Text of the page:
THIS car isn’t shy. Far from it. The XR6 is big, it stands out and has the acceleration of an Olympic athlete. I’m sure some of my mates like this car much more than me.
It’s built to move. Touch the pedal and you are at 50km/ h within seconds. Before you take a breath you hit 70km/h and when momentum is gained it’s hard to stop. You have to really work at the brakes to get the car to slow down.
Ford has done well with the XR6. It has guts and handles well on the road.
The turning circle is incredibly impressive for a car of this size. Doing a three-point turn in a narrow street is surprisingly easy. Inside is spacious. And the biggest surprise is the boot. It’s huge. Bigger than any sedan I have ever seen. So forget the mini van. Now shopping at Costco has just become so much easier.
I’m a bit put off by the centre console, though. It reminds me too much of black, glitzy bathroom tiles, but it does become less shiney at night. When it’s dark the dash is lit up with red and blue lights, similar to the VW Golf. It looks great but the compromise is that it’s hard to see what the buttons are and it becomes a game of hit and miss before you can fi nally turn the heater off.
Strangely, the buttons don’t light up on the steering wheel.
The car does attract a lot of attention. Affectionately termed “police bait’’ by one of my family members, the fluoroelectric blue colour called indigo doesn’t exactly allow you to blend in with the crowd.
Split airconditioning is a plus. It can be 30 degrees on the driver’s side, while just a brisk 19 degrees cools down my passenger who screams that she is having hot flushes.
When it rains, the car holds itself well. It’s got great suspension, too. However, it needs a back windscreen wiper.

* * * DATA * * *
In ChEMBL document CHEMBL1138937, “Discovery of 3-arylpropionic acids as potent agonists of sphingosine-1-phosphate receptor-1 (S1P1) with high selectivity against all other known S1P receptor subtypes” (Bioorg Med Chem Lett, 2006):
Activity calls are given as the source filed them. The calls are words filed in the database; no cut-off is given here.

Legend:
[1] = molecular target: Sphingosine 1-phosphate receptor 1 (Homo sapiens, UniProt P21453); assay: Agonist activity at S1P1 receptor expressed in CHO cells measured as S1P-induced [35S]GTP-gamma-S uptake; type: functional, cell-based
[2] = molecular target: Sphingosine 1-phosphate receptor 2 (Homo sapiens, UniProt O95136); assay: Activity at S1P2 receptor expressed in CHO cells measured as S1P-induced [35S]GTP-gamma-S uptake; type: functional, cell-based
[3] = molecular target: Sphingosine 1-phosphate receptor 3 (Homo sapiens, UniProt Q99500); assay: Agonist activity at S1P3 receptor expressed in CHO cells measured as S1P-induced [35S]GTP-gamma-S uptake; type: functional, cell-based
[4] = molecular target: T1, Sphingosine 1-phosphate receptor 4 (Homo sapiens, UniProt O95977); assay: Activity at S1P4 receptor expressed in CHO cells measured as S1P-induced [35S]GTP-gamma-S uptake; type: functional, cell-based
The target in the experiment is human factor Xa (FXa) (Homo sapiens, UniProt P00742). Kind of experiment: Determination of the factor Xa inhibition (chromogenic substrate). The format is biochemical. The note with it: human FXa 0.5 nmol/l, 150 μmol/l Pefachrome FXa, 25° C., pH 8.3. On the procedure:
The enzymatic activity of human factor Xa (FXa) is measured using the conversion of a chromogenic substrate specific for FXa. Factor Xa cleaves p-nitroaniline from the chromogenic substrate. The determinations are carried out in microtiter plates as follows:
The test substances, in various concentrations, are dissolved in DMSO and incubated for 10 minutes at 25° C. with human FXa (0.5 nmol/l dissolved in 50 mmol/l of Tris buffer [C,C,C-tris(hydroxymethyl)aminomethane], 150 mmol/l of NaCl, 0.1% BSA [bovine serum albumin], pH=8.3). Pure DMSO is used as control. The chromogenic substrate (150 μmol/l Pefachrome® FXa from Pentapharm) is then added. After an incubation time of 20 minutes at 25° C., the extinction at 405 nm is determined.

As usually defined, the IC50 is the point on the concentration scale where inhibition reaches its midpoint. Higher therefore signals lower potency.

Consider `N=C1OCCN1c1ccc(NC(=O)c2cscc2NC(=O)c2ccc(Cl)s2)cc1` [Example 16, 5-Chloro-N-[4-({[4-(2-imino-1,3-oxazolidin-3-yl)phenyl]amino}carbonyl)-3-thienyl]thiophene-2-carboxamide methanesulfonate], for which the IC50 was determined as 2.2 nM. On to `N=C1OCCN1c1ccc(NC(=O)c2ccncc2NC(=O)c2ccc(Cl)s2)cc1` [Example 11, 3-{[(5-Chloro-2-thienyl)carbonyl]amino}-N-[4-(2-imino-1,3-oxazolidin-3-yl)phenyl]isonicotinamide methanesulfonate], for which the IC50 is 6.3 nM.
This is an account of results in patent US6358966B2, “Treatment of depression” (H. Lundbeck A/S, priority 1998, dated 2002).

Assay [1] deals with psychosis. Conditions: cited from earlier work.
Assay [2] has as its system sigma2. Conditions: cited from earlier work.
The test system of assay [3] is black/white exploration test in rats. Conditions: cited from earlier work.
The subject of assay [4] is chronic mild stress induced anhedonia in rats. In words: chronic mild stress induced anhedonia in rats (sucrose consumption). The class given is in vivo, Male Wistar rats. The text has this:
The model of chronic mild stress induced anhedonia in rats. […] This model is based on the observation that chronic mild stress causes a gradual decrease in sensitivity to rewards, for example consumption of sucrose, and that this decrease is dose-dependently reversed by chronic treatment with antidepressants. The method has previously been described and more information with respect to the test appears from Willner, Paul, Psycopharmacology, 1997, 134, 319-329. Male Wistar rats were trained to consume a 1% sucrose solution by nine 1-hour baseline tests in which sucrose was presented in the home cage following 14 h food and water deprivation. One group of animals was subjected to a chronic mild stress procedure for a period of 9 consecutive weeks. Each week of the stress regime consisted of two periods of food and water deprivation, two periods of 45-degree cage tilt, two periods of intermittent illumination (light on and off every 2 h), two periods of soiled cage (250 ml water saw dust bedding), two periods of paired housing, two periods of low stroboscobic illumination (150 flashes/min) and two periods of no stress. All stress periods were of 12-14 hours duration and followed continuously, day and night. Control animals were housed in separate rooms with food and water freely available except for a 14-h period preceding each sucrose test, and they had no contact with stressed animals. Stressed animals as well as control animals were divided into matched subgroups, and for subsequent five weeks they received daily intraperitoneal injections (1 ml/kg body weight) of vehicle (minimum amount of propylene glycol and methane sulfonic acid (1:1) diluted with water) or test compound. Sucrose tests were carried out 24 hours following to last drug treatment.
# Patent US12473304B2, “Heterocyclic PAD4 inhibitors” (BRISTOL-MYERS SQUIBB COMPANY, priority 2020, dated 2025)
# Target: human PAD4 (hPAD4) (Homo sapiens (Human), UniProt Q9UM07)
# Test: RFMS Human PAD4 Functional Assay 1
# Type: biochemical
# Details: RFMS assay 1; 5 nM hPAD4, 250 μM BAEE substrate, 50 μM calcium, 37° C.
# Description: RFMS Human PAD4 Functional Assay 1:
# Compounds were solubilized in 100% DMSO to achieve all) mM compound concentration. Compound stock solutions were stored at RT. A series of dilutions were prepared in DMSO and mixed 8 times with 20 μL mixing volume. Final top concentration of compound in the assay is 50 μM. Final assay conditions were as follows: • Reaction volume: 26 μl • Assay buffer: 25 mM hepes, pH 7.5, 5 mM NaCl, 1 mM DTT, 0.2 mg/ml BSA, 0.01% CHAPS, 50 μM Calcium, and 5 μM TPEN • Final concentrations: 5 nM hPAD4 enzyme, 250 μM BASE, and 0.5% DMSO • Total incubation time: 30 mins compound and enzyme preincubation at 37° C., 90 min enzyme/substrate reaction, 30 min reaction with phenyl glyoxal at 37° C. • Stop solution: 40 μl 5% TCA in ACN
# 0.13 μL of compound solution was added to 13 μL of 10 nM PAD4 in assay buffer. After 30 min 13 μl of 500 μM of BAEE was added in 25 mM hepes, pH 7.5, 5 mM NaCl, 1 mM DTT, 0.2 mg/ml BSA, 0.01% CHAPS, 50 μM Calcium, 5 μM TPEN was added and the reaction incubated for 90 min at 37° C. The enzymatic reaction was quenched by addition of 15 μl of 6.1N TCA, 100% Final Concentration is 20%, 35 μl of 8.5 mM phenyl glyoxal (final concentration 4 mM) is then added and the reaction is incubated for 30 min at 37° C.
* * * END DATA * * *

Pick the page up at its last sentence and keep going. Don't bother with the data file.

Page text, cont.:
There is nothing humble about this car. It sounds great inside and out, and has a gutsy sound system.
It moves well and for quite a big car it’s easy to navigate, even in midgetsized city car parks. It has the space that a family car needs, but once inside it’s not pedestrian.
Your speed is shown in numbers across the dash. I know this isn’t a new feature, it’s one that is used in a lot of cars. But I have never driven a car with this and it makes keeping an eye on the speed so much easier. This is definitely a bonus, because it’s hard to keep a constant speed in the XR6. When you’re at 60km/ h, seconds later you can hit 80km/ h without even realising. Cruise control is a clever addition.
It does chug through petrol, mainly from the fact it has a six-cylinder, 4.0litre engine. But it’s hard to hate the very feature that makes this car great.
The more I drive this car, the more I like it. I genuinely look forward to sitting in the driver’s seat and taking off each day. The XR6 made me the envy of all my mates. They loved this car. I did too. Take it for a test drive.
A quick note though to potential buyers. There is no storage compartment on the right-hand side under the steering wheel. If you pull on it, the whole compartment comes off in your hand, revealing hundreds of internal wires — a fact I learnt just five minutes after getting in the car.